(4) The things that are necessary to salvation are hid only to unbelievers, “in whom the god of this world hath blinded the minds of them which believe not.” As for others, God Himself hath taught them (2Co 4:4, 6).

(5) God hath promised to write His Law in His people’s hearts and that He Himself will teach them to know Him (Jer 31:33-34). Therefore, the Scripture must needs be perspicuous and clear in things necessary to salvation: for that which is written in our hearts cannot be but clear unto us; and that which God Himself teacheth us cannot be obscure, for who teacheth like God?

(6) If the Scriptures be not clear in themselves to all believers, but that all its perspicuity depends on the interpretation of the church, then our faith is to be ultimately resolved into the testimony of man. But that cannot be, for human testimony is not infallible and authentic, and therefore cannot (establish) divine faith and an infallible persuasion. The reason of the consequence is clear. Hearers are obliged if they will not pin their faith on men’s sleeves, to compare the interpretations given by men with the Scriptures themselves (Act 17:11), which is utterly impractical unless the Scriptures be clear in themselves in such things as are necessary to salvation.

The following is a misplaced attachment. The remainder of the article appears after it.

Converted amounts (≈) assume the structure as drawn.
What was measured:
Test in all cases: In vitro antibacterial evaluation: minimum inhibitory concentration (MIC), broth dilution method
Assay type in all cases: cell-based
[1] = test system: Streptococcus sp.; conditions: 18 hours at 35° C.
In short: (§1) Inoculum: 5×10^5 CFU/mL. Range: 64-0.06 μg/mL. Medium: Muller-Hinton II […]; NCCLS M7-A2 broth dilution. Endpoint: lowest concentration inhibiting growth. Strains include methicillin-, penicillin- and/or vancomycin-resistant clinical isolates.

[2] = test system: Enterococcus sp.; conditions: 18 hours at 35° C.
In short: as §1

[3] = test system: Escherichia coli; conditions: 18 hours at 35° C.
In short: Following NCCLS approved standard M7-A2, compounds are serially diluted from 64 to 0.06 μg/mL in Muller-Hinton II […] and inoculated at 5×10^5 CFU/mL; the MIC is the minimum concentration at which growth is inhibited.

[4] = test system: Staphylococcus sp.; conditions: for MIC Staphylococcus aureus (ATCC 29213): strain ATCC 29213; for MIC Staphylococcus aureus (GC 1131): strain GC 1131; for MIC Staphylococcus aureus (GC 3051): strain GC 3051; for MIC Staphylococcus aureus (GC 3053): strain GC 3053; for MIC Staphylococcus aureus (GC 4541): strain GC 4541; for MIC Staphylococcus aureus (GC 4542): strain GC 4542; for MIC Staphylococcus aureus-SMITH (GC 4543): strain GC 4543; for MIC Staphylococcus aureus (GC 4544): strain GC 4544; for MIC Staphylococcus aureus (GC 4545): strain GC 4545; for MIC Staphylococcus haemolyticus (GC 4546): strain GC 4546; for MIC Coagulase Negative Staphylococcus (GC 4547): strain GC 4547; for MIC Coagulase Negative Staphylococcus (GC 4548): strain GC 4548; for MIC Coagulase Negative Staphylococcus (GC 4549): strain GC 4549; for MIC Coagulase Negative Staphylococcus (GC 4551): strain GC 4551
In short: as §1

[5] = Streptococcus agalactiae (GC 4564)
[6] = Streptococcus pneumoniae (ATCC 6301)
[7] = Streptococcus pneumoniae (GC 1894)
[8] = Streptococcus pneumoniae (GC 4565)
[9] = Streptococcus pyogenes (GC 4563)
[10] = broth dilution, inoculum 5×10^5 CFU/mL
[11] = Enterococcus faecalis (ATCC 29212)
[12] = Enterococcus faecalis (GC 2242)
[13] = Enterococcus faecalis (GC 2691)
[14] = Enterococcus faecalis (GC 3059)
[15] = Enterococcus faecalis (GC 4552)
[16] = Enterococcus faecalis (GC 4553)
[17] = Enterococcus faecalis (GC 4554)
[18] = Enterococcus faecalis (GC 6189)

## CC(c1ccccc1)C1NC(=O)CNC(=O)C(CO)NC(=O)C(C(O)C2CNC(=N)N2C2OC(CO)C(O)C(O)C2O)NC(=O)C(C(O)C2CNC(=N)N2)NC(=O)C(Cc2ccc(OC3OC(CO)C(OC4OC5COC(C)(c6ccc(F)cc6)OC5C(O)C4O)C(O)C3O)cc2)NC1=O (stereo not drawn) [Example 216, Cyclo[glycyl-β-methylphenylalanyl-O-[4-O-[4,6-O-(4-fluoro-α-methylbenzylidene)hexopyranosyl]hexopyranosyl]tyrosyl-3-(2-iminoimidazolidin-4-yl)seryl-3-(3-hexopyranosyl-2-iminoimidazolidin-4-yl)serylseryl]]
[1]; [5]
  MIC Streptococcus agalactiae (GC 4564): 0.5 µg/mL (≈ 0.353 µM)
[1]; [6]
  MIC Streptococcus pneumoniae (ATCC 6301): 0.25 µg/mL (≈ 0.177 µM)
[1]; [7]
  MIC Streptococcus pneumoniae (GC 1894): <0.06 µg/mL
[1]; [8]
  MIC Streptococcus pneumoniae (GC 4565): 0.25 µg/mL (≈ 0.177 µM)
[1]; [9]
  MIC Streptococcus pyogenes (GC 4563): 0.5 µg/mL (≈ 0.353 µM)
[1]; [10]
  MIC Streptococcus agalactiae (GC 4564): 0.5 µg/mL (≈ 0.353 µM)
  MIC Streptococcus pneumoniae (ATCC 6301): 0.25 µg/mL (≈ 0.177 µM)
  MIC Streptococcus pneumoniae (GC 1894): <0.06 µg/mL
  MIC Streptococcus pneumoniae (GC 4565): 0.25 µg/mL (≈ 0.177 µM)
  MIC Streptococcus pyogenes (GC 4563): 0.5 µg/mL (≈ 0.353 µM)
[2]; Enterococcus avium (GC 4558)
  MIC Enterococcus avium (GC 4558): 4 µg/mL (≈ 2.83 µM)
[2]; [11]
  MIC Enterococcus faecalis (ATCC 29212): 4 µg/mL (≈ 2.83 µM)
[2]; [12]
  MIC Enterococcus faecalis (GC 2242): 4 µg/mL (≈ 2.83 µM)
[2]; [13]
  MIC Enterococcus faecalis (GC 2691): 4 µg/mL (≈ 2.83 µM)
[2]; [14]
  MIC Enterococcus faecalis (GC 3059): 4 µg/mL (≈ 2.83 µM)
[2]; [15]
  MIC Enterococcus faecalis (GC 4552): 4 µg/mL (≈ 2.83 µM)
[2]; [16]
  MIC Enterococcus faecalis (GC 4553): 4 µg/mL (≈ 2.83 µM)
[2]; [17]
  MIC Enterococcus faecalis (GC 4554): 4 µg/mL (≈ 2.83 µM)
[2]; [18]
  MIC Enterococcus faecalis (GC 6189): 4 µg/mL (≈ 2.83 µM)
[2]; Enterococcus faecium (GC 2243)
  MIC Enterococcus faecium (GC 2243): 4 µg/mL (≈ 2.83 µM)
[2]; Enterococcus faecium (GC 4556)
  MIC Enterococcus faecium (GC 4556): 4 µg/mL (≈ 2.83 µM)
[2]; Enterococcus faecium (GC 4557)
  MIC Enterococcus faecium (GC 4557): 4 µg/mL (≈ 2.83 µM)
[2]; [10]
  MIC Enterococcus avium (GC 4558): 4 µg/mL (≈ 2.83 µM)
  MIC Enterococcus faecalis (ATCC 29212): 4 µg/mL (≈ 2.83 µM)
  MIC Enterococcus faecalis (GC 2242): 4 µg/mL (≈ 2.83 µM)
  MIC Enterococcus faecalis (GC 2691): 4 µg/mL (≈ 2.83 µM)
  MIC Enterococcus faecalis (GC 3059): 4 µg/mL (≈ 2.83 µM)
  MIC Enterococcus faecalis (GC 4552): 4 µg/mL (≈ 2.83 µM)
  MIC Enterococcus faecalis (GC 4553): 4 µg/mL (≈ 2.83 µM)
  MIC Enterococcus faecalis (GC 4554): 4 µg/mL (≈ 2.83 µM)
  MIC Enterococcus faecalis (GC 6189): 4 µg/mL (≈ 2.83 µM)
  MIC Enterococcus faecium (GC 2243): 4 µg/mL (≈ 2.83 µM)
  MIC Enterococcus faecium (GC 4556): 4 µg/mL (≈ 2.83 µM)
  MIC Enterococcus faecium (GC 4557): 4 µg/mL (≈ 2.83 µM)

(7) The perspicuity of the Scripture appears, if ye consider their author—God Himself, the Father of lights—and the end for which He gave the Scriptures unto the Church, (namely,) that they might be a rule of faith and life…It is a perfect rule. There is nothing necessary to be believed or done but what is to be found there. It is a perfect rule for us to walk by in the way to heaven and glory. What can be more desired than that, in the text, it is “profitable for doctrine, for reproof, for correction, for instruction in righteousness”? “The law of the LORD is perfect” (Psa 19:7). The Scriptures were written that men might have life (Joh 20:31) and comfort and hope in all conditions (Rom 15:4).
Oh, therefore, before all and above all, search the Scripture, study the Scripture, dwell on the Scripture, delight in the Scripture, treasure up the Scripture; no wisdom (compares) to Scripture wisdom, no knowledge to Scripture knowledge, no experience to Scripture experience, no comforts to Scripture comforts, no delights to Scripture delights, no convictions to Scripture convictions, nor no conversion to Scripture conversion.
—Thomas Brooks.


69 perspicuous – clearly expressed and easily understood; perspicuity then is the quality of being clear and understandable.

70 propounded – put forward for consideration.

71 due sense…means – appropriate perception by prayerfully reading or attentively hearing the Word of God.

72 meanest – lowest; most common.